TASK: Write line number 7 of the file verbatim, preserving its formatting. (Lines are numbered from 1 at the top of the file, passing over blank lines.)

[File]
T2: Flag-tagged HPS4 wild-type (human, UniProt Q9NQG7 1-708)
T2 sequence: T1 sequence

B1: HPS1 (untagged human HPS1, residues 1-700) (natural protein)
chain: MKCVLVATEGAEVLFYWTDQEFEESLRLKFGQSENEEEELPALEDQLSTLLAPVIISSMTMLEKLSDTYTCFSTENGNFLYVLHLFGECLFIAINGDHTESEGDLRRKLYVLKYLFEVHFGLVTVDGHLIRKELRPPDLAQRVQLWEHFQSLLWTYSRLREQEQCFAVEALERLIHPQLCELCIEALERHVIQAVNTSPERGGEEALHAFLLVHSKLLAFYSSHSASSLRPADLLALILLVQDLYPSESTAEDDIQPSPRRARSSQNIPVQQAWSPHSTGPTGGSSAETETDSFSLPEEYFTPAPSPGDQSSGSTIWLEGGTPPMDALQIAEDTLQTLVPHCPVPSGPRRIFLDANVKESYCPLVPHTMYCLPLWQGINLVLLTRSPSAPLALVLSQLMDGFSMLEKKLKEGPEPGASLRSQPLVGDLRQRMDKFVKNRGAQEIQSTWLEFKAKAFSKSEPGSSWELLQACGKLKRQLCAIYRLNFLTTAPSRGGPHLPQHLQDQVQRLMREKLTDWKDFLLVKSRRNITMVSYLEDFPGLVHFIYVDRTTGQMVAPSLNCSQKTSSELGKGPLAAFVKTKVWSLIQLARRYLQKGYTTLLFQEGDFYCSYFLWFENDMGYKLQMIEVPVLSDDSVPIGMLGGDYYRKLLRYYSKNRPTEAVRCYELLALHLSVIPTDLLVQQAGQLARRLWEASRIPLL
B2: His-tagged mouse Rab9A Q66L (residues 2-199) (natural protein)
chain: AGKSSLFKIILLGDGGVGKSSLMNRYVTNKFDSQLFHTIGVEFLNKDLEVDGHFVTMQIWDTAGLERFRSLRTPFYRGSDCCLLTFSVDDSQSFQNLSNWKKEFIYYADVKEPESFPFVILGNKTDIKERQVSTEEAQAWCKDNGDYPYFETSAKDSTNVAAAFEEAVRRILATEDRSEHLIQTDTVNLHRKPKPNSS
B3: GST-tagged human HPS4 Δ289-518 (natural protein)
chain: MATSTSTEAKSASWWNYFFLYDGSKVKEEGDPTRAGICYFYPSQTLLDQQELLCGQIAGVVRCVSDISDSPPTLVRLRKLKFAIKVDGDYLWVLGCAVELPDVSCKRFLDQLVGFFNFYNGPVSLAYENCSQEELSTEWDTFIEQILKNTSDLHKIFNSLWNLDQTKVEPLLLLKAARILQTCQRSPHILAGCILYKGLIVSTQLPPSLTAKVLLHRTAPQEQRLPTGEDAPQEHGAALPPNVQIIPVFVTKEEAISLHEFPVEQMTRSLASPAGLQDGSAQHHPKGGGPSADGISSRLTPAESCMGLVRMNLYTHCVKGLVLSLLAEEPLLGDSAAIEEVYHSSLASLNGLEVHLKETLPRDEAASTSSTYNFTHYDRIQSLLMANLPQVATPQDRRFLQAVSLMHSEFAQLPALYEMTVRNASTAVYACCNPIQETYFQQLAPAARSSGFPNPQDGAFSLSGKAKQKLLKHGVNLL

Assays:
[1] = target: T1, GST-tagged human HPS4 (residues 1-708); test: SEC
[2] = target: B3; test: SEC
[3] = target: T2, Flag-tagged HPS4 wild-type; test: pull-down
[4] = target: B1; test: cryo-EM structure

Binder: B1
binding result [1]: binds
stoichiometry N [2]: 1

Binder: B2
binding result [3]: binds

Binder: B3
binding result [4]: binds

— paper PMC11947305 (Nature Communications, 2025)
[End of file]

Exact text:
B3: GST-tagged human HPS4 Δ289-518 (natural protein)